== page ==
Over the past few weeks I have had six or seven patients come in complaining of unsettling pain in various teeth—now this would not be unusual, after all I am a dentist—what makes it unusual is that in every case, these people who are complaining of pain strong enough for them to take time off from work, request an emergency appointment, and actually look happy to see me have had nothing wrong with their teeth!
What the heck is going on here?
The common thread in each of these cases is that the patient has switched to a whitening toothpaste within the previous three to four weeks. Eureka! A problem with an easy solution.
Using whitening toothpaste doesn’t actual make your teeth whiter. These popular toothpastes actually can make your teeth dull and less white in the long run, not to mention the kind of sensitivity that you can feel in your armpits! Here’s why: the reason whitening toothpaste whitens is because it has a mild abrasive in it which takes of a film of enamel as you brush. For a moment of two seconds your teeth look a little whiter, but over time it actual dulls your teeth and makes them harder to get white. Worse than that, since the toothpaste is an equal opportunity abrasive, it roughs up your gums and oral mucosa like sandpaper on a car paint job. This causes the sensitivity that is a pain in the root tips and an emergency visit to me.
Fear not, there are other solutions to getting white teeth.
But before I explain these methods, let me just say this: Teeth are not naturally WHITE. They are shades of white, and even the lightest, there can be a subtle yellowing near the roots. So, if your goal is to have super-white teeth with no subtle variations of color, the teeth may look unnatural. Also, not everyone has the same shade of teeth. The shade guide below shows the range of color in natural human teeth.
As you can see, there’s quite a lot of color! So it’s important to note that bleaching will not take you to A1 (on the left) if you started at C4 (on the right). Most bleaching will only lighten a few shades.
Home Bleaching: There are two basic forms of home bleaching: Bleaching trays with gel, available from your dentist in several strengths (10%, 20%, and 35% hydrogen peroxide) and whitening strips (Crest, etc.) available from the drug store. Both work well but require diligence—you must use it everyday for several days or weeks to achieve the maximum benefits. I do occasionally recommend this method to patients since it is the cheapest (about $35/box), and the results are OK. There is some sensitivity, along with a little bit of clumsiness—the strips don’t fold over your teeth quite as easily as that girl in the commercial makes it look—so I suggest using a custom bleaching tray (available from your dentist) for better results. If you experience sensitivity with the strips, try using them every other day and use a dot of Sensodyne toothpaste in the trays for about 15 minutes on the off-bleaching days.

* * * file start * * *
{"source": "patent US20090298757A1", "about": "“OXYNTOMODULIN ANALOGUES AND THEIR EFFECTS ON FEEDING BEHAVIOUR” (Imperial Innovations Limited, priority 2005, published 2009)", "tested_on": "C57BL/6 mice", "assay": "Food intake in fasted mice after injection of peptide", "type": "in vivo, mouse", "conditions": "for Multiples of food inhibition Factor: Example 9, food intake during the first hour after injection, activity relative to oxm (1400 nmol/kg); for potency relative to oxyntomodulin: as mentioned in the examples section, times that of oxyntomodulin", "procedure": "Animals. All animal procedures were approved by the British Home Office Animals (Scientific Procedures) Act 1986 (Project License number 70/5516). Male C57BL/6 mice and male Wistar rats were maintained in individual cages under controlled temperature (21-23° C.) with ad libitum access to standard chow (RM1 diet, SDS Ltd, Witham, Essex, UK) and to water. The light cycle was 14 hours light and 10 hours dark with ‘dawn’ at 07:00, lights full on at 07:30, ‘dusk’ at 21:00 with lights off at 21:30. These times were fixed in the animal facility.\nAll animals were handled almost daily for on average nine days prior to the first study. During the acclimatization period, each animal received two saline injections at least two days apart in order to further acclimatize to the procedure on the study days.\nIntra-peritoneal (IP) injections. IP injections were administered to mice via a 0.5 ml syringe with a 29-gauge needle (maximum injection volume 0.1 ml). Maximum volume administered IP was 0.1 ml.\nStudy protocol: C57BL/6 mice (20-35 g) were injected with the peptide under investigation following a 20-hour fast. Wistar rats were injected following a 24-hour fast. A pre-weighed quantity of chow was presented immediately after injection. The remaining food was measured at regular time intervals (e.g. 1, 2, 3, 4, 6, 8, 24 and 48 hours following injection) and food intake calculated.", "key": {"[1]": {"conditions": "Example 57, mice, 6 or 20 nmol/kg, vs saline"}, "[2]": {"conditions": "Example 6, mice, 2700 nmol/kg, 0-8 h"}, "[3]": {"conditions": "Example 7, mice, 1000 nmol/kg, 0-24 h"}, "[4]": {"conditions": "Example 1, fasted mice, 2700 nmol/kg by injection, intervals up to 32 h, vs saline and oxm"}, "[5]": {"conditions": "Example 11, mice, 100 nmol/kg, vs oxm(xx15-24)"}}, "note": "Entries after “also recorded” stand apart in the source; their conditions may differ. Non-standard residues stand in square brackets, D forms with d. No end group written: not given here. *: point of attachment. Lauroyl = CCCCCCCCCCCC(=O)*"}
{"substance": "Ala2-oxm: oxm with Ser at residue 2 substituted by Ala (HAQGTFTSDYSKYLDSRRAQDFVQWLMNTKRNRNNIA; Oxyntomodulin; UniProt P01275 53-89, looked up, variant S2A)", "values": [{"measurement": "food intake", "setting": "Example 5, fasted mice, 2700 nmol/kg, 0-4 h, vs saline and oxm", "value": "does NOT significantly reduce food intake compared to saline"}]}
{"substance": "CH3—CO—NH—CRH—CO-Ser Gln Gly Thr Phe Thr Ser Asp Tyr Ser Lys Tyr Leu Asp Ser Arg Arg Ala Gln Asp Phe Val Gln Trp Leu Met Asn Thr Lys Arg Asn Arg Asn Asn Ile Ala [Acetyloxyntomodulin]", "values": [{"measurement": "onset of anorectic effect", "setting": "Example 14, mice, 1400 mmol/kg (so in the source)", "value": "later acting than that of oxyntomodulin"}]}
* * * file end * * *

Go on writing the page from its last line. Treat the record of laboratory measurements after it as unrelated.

In-Office Bleaching: there are several kinds of in-office bleaching available today. One method that is well advertised is Zoom. This technique takes several visits and can get pricey ($500+). Immediate results are reportedly good (I don’t use this in my office, so I am sharing what I have heard); however, there can be some increased sensitivity. In fact, some patients who have had this technique have reported it to be painful.
Another in-office technique is called Sinsational Smile. This is what I use in my office. I chose this system because I liked the overall premise that it is gentle, takes one visit, can be done several times a year, and is relatively inexpensive (under $150/treatment). A flexible tray pre-filled with bleaching material is placed in the mouth for 20 minutes and exposed to a strong, warming LED light. So far, every patient who has had this done LOVES it! And they results are terrific. No sensitivity, even in patients who tend to be sensitive. Noticeable results. Teeth are brighter, even in between, and the touch-up pen that comes with each treatment keeps teeth refreshed and bright for weeks at a time.
Veneers: A veneer is like a false fingernail that is applied to your tooth with minimal preparation of the tooth surface. It is a fantastic treatment for people who can’t achieve the desired shade in their teeth through bleaching. This would include people who have tetracycline stains, a tooth discolored because of a root canal or injury to the nerve of the tooth. It is a two-visit procedure, but the results last for years. Since the restoration is custom made in a dental lab, the color is matched to your predominant tooth color so it blends in with your other teeth. Some cosmetic defects—chips, irregularities in shape, etc can be corrected; however, it cannot usually resolve large gaps or twisted teeth. It is also more expensive at ($1100+) per tooth than other strictly whitening techniques.
Crowns: A crown or “cap” as many people call it, is another way to correct the color, shape, and look of a tooth, although this approach is used when there are structural issues or damage and shouldn’t be use strictly for whitening. The dentist (that would be me) drills the tooth down until it resembles a peg, then a false cover or crown is hand-made by the dental lab. In the lab, porcelain can be fused to a metal or, especially for front teeth, there are crowns made of all porcelain. The porcelain shade is customized as with veneers. This procedure is also upwards of $1100; however, the results are excellent, and in some cases where permanent discoloration or decay is present, a crown is the perfect solution.
That’s a lot of talk on a blog-post about bleach and toothpaste.
Smiling to myself,